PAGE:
Students of Southeast
Community College photography instructor Bradley Peters probably don’t even
know they’re learning from a Yale-educated photographer. He doesn’t care if
they know about his college pedigree, but he does care about students finding
“My favorite thing is when
students start to believe in themselves,” Peters said. “I am always trying to
find those things in students and making it nurture and grow.”
He said it took him some time
before he found his passion in photography. Many of his teachers would tell him
he wasn’t good at art, and he should try something else.
“They were wrong,” he said.
“I had a lot of teachers who pointed out my flaws. I was lucky by the time I
got to college.”
Originally from Columbus, Neb.,
Peters attended the University of Nebraska-Lincoln and studied psychology. He
had some elective classes to fill and took an introductory to photography
course and fell in love with it. He took every photography class that was
offered at UNL.
“I decided I would have a
much more fulfilling, enriched life in photography than getting my doctorate in
psychology,” Peters said.
He decided to apply to Yale
for his master’s degree in photography, knowing only nine students a year are accepted.
He was the fourth and last student from UNL to get into the program. It was the
only school in which he applied. His classmates were students from the East and
West coasts, as well as an international student.
“There’s nothing special
about me to get into a school like that, I just made it my goal,” he said.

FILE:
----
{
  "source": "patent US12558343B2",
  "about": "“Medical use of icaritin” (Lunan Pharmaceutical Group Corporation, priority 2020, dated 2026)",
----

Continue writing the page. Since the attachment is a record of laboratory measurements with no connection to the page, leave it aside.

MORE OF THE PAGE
He graduated in 2008 and
learned more than he ever imagined.
“I went to school with my
heroes,” Peters said. “I learned from the best and will pass that on to my
students. It’s never too late in your life to do something. You should never
He and his wife, Dara,
decided to stay on the East Coast for another year before coming to Nebraska to
settle down. The couple has three children under the age of 6. They love the
state of Nebraska and plan to stay here because of the affordable cost of
living, and they still find it in the budget to travel.
“People are wonderful here,”
he said. “On the East Coast, if you’re nice to people, they wonder what you’re
In addition to instructing at
SCC, Peters also teaches at Peru State College and Midland University. He still
finds time to pursue his passion of photography, especially in the summer when
he has more time.
“A lot of people think of
photography as a hobby,” Peters said. “For me it’s something I have to do. If I
don’t do it, I go crazy. If you’re an addict of anything, you find a way to
make it happen.”
Peters says people don’t
always like his work, and he takes pride in that.
“I like images that are
metaphorical,” he said. “Where you can pull out your own personal narrative. I
take a lot of pride that people get mad at my work for different reasons.”
Peters recently released a
book featuring black-and-white photos he used to get into graduate school. His
goal for the future is to work as a full-time photography teacher. He turned down
a full-time job in Brooklyn because he wants to raise his family in Nebraska.
“Artistically, I can do
whatever I want here, and I don’t have to worry about my safety,” he said.
“Lincoln has really upped its game in the last decade, and I think it’s only
going to get better.”
Peters currently teaches Intro
to Digital Photography and Creative Imaging, the History of Photography, Intro
to Photojournalism and Social Media Journalism at SCC.